For what it's worth, if it were a Christian parable, I don't think it would work, or be consistent. One of the imperatives of Christianity is faith in Christ's return. But no one on the battlefield has any such expectation of Aslan. It comes as a complete surprise to everybody.

The film... Had no expectations, but really enjoyed it. A few very dodgy cgi moments, but the story survived those. For me, it didn't capture the magic of discovering fir trees in the back of a wardrobe, or of riding the back of a lion. But it fleshed out a lot of detail of the battle and the stone table scenes that the book hurries through so quickly.

Veronica Schanoes
Registered User
(12/14/05 3:25 pm)
Re: Stories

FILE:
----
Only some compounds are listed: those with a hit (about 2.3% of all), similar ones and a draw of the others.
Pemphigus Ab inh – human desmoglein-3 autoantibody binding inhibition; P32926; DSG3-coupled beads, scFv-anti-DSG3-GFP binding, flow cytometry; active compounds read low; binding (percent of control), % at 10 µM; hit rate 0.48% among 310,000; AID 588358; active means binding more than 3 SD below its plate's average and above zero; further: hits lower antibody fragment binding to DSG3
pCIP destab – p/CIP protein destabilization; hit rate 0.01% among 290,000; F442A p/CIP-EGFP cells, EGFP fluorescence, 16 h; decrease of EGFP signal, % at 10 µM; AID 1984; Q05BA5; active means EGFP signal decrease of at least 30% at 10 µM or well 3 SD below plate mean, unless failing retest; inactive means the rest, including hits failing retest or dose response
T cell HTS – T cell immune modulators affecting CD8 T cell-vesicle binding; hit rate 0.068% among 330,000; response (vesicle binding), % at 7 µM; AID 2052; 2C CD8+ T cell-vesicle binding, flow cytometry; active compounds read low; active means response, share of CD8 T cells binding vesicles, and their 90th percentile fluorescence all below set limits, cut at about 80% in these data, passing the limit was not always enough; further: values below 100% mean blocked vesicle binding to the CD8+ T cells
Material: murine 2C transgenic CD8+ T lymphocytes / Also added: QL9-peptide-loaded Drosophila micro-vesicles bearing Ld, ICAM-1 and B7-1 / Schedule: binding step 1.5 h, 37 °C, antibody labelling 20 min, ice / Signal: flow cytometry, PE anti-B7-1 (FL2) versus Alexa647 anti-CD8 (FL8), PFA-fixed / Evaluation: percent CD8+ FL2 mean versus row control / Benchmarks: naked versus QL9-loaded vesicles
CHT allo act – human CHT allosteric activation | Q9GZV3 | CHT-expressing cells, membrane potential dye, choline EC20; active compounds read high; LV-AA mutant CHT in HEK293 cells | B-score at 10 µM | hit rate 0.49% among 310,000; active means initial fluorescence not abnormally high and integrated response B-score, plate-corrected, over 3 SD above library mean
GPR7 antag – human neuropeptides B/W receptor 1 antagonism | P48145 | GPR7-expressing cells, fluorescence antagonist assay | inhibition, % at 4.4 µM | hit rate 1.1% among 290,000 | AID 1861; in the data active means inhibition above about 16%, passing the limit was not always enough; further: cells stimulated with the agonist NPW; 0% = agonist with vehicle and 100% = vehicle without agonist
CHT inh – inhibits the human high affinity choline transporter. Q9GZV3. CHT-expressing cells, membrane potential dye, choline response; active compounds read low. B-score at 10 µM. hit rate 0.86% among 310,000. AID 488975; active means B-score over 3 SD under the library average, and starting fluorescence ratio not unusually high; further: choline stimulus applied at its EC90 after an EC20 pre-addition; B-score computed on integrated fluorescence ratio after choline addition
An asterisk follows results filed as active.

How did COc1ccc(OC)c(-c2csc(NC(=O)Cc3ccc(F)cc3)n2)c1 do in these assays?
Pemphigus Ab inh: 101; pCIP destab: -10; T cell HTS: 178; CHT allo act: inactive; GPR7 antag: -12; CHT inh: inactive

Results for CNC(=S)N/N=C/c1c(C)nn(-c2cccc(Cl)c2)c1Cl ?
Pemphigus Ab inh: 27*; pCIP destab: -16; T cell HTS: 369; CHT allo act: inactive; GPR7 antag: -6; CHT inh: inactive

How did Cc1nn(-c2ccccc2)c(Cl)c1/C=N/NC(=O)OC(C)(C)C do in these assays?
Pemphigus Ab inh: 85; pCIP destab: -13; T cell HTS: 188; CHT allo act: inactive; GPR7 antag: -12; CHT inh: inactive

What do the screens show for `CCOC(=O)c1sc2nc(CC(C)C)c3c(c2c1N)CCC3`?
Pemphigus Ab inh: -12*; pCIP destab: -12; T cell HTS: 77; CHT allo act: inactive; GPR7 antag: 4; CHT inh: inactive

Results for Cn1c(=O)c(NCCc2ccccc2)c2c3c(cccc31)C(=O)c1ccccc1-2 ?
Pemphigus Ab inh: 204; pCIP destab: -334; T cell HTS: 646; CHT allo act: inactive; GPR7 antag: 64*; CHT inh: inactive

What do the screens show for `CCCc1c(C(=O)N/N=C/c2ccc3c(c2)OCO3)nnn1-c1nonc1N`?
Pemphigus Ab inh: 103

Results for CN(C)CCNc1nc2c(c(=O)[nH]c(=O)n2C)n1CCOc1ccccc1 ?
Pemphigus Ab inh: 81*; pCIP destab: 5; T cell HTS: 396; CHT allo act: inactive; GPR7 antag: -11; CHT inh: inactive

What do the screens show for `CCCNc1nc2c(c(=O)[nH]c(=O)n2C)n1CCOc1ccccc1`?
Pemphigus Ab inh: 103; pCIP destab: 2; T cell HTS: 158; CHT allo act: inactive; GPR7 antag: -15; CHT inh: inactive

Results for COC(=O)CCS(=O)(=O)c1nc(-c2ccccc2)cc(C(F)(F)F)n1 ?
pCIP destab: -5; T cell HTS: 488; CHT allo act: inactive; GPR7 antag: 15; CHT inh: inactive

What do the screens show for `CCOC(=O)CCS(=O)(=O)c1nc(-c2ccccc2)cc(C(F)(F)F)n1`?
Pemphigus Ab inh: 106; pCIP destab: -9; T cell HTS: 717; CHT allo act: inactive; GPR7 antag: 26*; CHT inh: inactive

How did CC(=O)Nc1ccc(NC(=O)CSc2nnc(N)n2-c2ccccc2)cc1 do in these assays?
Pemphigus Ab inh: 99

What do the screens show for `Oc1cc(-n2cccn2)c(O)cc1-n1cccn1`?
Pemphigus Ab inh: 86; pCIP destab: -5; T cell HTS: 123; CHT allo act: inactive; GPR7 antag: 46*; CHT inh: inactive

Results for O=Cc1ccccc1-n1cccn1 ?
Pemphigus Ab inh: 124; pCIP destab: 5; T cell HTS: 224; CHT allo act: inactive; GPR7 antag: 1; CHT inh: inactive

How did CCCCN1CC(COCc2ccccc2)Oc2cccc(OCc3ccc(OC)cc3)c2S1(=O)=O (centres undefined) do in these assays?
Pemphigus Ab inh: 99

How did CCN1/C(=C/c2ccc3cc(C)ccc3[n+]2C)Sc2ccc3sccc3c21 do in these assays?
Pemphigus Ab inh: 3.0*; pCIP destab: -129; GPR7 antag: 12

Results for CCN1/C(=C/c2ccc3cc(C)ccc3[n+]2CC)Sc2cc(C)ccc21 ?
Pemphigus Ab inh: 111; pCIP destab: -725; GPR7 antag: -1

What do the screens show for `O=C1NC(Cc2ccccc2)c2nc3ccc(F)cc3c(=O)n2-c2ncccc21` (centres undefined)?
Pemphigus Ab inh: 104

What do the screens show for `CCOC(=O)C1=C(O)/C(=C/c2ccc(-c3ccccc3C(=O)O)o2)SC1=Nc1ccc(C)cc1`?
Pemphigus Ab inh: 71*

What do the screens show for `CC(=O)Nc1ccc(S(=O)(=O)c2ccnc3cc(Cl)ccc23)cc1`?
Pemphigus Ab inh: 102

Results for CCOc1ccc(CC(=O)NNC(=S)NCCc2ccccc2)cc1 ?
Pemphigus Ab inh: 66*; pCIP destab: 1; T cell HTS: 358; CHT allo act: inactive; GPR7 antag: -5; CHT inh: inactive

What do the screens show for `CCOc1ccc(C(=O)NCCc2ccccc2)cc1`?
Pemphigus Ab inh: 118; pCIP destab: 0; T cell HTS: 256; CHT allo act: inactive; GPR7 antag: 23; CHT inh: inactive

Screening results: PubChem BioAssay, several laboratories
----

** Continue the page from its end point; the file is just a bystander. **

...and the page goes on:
But when you speak of the importance of faith in Christ's return as opposed to the surprise of Aslan's reappearence, aren't those two different returns? I was under the impression that the resurrection of Christ 3 days after his crucifixion was a surprise to his followers, and that it's the second coming in which Christians are supposed to have faith. Thus Aslan's surprise return from the dead is related to Christ's resurrection, not his return.

DividedSelf
Registered User
(12/15/05 5:23 am)
Re: Stories
Okay, fair enough. I'm afraid for me that story's far more of a fairy tale than any fairy tale.

I guess I always looked at it the other way around because of the triumph and final judgement/liberation feel of his return - as opposed to all that sneaking around as a gardener stuff. Probably makes a bit more sense your way. But even more sense just as a made up story ...

Chris Peltier
Registered User
(12/15/05 2:19 pm)
Re: Stories
I'm confused - who was sneaking around as a gardener?

DividedSelf
Registered User
(12/15/05 2:42 pm)
Re: Stories
Mary Magdalen mistook Christ for a gardener.